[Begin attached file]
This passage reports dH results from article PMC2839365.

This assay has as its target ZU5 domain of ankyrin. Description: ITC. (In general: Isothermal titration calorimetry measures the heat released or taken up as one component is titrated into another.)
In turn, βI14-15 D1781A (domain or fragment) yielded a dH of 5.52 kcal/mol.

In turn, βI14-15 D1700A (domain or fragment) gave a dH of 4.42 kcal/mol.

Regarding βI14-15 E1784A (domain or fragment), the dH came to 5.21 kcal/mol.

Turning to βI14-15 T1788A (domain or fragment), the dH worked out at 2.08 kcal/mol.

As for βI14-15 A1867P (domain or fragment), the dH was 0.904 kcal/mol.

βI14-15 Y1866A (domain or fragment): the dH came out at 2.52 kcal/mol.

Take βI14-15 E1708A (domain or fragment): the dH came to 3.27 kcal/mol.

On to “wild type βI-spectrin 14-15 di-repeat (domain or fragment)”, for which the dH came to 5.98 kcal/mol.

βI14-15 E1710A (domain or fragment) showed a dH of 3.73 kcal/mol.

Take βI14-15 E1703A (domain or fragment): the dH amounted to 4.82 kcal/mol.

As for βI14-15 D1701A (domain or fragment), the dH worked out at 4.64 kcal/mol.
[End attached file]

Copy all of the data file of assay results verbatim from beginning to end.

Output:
This passage reports dH results from article PMC2839365.

This assay has as its target ZU5 domain of ankyrin. Description: ITC. (In general: Isothermal titration calorimetry measures the heat released or taken up as one component is titrated into another.)
In turn, βI14-15 D1781A (domain or fragment) yielded a dH of 5.52 kcal/mol.

In turn, βI14-15 D1700A (domain or fragment) gave a dH of 4.42 kcal/mol.

Regarding βI14-15 E1784A (domain or fragment), the dH came to 5.21 kcal/mol.

Turning to βI14-15 T1788A (domain or fragment), the dH worked out at 2.08 kcal/mol.

As for βI14-15 A1867P (domain or fragment), the dH was 0.904 kcal/mol.

βI14-15 Y1866A (domain or fragment): the dH came out at 2.52 kcal/mol.

Take βI14-15 E1708A (domain or fragment): the dH came to 3.27 kcal/mol.

On to “wild type βI-spectrin 14-15 di-repeat (domain or fragment)”, for which the dH came to 5.98 kcal/mol.

βI14-15 E1710A (domain or fragment) showed a dH of 3.73 kcal/mol.

Take βI14-15 E1703A (domain or fragment): the dH amounted to 4.82 kcal/mol.

As for βI14-15 D1701A (domain or fragment), the dH worked out at 4.64 kcal/mol.